You’re shopping in a store, and you’ve found the perfect item for the right price. You’re ready to buy, but there’s nowhere to check-out and no one around to ask for help. Are you going to wait until someone comes and finds you? Probably not.
Don’t let the same thing happen with your digital ads. If consumers click on your ad to learn about a specific product, bringing them to a generic page, like a homepage, could deter them from purchasing. Instead, set up customized landing page that provides potential customers additional product information, which will help drive them towards purchase.
Creating optimized landing pages can be simple, but the benefits can be huge, such as boosting your SEO. Check out our top landing page optimization tips below:
1. Craft Compelling Copy
Just like with your ad copy, the copy on your landing pages should provide visitors with a compelling reason to make a purchase. Pose your product as a solution to a problem that your target audience faces, and be sure to show them the specific benefits of using it. Be sure to include impactful call-to-actions, or CTAs, to increase the likelihood of conversions.
2. Keep Design in Mind
The design of your landing pages can also impact the effectiveness of your ad campaign. Ensure all of the crucial information your customers need to know is above the fold so they can see it without scrolling down. Similarly, avoid encouraging users to click to other webpages for more details—you have their attention, so don’t make it so complicated to learn more.
3. Get Contact Information
Not everyone who clicks on your ads will make a purchase, but that doesn’t mean they’re not a great lead for future sales. Include an opt-in form on your landing page, so users can give their contact information to receive information on future deals and specials.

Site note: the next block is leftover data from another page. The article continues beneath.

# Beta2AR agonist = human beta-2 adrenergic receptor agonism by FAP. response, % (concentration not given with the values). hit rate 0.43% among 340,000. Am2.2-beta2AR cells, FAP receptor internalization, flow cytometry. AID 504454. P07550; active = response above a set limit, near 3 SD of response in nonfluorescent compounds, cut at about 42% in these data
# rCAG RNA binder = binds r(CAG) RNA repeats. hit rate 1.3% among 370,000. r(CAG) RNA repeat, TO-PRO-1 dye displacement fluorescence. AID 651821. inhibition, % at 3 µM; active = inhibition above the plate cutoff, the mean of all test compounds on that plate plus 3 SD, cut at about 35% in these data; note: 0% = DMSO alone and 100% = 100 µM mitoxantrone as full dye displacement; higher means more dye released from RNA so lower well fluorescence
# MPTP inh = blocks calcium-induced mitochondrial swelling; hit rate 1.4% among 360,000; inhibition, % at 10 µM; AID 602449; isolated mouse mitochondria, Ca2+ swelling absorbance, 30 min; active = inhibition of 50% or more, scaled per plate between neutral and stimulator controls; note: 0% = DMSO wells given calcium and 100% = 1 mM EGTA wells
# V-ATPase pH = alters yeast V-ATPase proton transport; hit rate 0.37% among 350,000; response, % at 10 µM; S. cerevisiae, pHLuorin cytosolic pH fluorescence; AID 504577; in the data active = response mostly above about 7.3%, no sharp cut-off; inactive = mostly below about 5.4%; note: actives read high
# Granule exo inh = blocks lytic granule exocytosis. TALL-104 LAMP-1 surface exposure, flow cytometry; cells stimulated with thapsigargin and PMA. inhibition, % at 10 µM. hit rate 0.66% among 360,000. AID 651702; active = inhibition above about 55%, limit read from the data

Landing pages can have a significant impact on your bottom line. At TN Media in Nashville, Tennessee, we have the digital advertising expertise to craft the perfect copy for your landing pages and the ad network to get your ads seen. Contact us today for a free marketing consultation.
Rotating banners or “sliders” have become almost standard on websites today. You see them all the time, that large image that transitions to another image and/or video and is typically seen on the homepage of most sites (ours included). But some conversion experts argue that they shouldn’t be used.
Tim Ash, one of the masters on conversion science and author of the book Landing Page Optimization, makes the following arguments:
Page Load Times: With the above mentioned experience, it can have negative affects on your rankings with Google. If you have large images trying to load, it will slow down your page load time, which is a part of Google’s ranking algorithm.
Inconsistent Messaging and Look: Oftentimes, slider images differ a great deal in the look, feel, messaging and calls to action so you are showing too many messages in too little of time.
Lack of Editorial Responsibility: Tim argues here that you are simply “throwing your hands up” and saying “I’m not sure what is important so I am going to throw it all up against the wall and see what sticks.” Content should be prioritized and any non-essential items should be removed.
Wasted Time: Time is precious, even more so on the web are people impatient. Ever come across a rotating banner seeing something you like, it changes immediately and the you have to wait until you see it again? Yeah, me too and it’s annoying.
Motion Triggered Reassessment: Motion triggers our brain to look. When the slide changes, we can’t help but glance up at the sliding image, which removes our focus from the content we were reading. This makes it hard for readers to consume your site’s content
Too Much Real Estate: This isn’t always the case, especially with bigger screens becoming the norm, but some sliding banners are way too large. Above the fold content should be chosen carefully and you don’t want your banner to dominate that area.